Cystoscopy is one of the most common procedures in urological practice, though it is often met with hesitancy from patients who worry it will be painful.
This is especially true with male patients, who experience more discomfort during the procedure than women due to anatomical differences. To address that, a recent systematic review published in the Journal of Men’s Health examined several “practical, inexpensive, and harmless” nonpharmacologic interventions to help alleviate pain associated with flexible cystoscopy in male patients.
The findings reveal five methods that proved effective in lowering pain, and identified two strategies that did not generate the same results.
The studied methods include:
Three studies, which included 453 male patients, demonstrated that those with higher irrigation levels had significantly lower pain scores. The “bag squeeze” method increases fluid pressure, which might dilate the pathway for the cystoscope to increase its visualization and movability.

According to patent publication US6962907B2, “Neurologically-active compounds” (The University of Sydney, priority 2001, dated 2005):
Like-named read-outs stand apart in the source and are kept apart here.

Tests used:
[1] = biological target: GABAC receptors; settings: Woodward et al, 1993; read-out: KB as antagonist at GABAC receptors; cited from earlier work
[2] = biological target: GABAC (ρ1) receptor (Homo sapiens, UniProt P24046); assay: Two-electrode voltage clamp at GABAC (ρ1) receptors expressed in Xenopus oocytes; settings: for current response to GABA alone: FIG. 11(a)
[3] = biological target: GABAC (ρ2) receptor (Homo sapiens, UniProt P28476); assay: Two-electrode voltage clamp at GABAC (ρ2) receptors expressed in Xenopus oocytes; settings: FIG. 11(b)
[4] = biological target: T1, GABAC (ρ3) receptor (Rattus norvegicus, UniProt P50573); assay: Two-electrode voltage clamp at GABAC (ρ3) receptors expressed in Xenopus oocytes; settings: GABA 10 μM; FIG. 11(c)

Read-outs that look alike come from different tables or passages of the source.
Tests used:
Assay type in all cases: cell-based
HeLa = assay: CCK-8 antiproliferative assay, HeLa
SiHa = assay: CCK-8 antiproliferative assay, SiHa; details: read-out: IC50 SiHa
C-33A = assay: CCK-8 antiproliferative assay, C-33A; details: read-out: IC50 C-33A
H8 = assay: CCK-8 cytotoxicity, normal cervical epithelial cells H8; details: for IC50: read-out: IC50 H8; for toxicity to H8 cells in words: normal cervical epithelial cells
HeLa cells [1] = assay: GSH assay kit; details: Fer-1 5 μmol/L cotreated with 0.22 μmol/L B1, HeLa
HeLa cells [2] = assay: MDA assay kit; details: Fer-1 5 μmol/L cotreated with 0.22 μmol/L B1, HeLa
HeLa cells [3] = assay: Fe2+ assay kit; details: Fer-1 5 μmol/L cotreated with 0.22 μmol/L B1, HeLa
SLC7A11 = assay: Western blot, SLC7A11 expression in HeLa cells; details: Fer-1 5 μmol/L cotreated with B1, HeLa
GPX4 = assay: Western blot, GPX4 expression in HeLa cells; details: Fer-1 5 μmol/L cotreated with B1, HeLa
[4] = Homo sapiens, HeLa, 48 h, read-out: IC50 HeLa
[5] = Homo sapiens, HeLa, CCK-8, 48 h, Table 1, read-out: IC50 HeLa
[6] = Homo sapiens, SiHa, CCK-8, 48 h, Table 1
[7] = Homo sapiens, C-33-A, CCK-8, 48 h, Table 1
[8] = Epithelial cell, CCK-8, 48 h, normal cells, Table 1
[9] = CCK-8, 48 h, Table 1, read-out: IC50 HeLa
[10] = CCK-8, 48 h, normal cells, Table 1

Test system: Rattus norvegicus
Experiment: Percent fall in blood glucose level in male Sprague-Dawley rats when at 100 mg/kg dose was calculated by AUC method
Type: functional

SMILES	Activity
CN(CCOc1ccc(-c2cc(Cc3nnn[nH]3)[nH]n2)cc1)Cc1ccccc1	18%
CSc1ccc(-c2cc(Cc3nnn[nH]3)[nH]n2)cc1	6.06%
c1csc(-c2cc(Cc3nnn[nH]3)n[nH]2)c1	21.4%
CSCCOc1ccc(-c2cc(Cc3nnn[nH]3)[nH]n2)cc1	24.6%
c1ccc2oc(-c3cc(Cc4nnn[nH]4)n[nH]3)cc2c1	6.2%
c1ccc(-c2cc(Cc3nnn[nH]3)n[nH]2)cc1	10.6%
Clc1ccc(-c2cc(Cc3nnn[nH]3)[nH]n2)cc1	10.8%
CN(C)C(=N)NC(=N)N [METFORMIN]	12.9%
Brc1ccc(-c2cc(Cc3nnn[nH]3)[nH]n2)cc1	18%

Three trials featuring 392 patients showed no significant difference in pain levels between groups that underwent the procedure at differing time periods following the administration of local anesthetics.
Three articles found allowing men to watch the cystoscopy on the monitor resulted in significantly lower pain than in those who did not watch the operation. This method included 340 male patients.
One study found that allowing the patient to hold a nurse’s hand “resulted in a remarkable reduction of pain” while also reducing the anxiety associated with cystoscopy. Another study suggests having the patient urinate lowered the pain felt during insertion of the cystoscope, often the most painful part of the operation.
Lastly, one study determined virtual reality did not reduce pain or anxiety.
In total, the review examined 14 randomized control trials out of 717 identified studies and included 1,684 male patients from nine countries.